Vitamin D associated with 15 pct reduced risk of developing type 2 diabetes
Taking vitamin D supplements by prediabetic individuals has been associated with a 15 percent reduced risk of developing type 2 diabetes, a recent review has shown.
Doctors in the UAE weighed in on the topic with one saying he may prescribe a higher dose of vitamin D to patients at risk of developing type 2 diabetes and others highlighting the importance of keeping vitamin D levels in check.
“This study will have an impact on my clinical practice,” Dr Bashar Sahar, an endocrinologist at the Saudi German Hospital in Dubai told Al Arabiya English.
“I will now consider giving a higher dose of daily Vitamin D to patients with prediabetes,” he added.
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Prediabetes relates to people with elevated blood sugar levels who are at a high risk of developing diabetes.
Ashwin Pankajakshan, endocrinologist at NMC Royal Hospital Dubai, told Al Arabiya English the study shows that doctors must “give importance to vitamin D levels” in treating patients at risk of diabetes.
“With this data we are going to ask patients with prediabetes to have their blood levels checked so we can keep their vitamin D at the optimal level,” he said.
Dr Naji Jameel Aljohani, consultant endocrinologist at King Fahad Medical City in Saudi Arabia’s capital Riyadh told Al Arabiya English this advice is important for adults as well as children and can “improve insulin resistance,” something that is vital to prevent diabetes.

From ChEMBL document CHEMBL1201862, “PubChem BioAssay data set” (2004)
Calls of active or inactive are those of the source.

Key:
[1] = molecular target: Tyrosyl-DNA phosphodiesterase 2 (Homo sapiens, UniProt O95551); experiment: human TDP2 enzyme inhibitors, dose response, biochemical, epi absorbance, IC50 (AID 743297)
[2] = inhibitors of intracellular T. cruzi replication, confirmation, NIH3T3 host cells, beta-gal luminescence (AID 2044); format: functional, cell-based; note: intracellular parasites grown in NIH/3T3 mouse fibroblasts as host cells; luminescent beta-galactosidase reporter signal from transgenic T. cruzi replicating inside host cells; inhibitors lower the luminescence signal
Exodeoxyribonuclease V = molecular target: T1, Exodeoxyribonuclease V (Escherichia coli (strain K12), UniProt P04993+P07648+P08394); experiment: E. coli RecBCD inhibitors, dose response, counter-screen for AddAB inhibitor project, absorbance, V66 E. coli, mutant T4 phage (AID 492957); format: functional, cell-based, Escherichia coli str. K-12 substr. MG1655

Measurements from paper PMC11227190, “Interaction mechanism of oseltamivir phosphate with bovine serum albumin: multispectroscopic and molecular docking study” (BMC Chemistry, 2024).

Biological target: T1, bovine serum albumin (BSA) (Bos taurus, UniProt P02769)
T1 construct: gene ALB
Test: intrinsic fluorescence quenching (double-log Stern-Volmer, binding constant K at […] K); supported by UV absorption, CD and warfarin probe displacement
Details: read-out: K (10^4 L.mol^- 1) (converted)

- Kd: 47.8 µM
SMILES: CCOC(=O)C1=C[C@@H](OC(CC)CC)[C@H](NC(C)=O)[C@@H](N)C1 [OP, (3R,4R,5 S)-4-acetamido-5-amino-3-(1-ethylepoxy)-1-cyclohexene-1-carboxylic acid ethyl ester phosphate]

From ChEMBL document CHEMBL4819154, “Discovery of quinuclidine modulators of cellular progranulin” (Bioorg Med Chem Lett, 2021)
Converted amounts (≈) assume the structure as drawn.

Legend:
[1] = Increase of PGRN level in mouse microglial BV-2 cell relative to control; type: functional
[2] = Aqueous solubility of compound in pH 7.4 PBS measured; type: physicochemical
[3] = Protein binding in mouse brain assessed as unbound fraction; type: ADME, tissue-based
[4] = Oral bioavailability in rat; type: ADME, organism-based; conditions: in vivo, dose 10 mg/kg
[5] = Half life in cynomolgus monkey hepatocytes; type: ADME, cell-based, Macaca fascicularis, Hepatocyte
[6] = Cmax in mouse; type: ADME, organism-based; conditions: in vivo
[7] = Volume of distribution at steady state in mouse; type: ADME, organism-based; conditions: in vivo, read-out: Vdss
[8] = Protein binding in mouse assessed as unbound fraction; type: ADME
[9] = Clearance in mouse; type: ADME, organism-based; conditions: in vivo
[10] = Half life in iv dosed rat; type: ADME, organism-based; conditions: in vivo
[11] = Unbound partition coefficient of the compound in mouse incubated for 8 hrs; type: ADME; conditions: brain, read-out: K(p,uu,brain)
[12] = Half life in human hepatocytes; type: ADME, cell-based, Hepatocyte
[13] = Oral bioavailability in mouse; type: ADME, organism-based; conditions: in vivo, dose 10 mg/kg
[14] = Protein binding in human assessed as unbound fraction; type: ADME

He also noted that the best time for people to absorb the vitamin naturally is to go out in the sunshine between 9 a.m. and 3 p.m. Pankajakshan also highlighted the need to properly consult a doctor, so people make sure they are taking the correct vitamin D dosage.
“Vitamin D is safe when it is taken in the appropriate way but if someone overdoses, it can lead to problems,” Pankajakshan said.
The main consequence of vitamin D toxicity is a buildup of calcium in the bloodstream which can lead to nausea and vomiting and in the long-term could lead to kidney problems.
Diet and healthy lifestyle are equally important.
“Vitamin D helps in preventing diabetes, but we have to make sure we’re following a healthy lifestyle [and] eating the right foods,” Hanan Ibrahim Khatib, clinical dietitian, and nutritionist at Al Sharq Hospital in Fujairah told Al Arabiya English.
Khatib added that she advises her patients to get enough vitamin D via natural sources including sunlight, cod liver oil, mushrooms and egg yolks.
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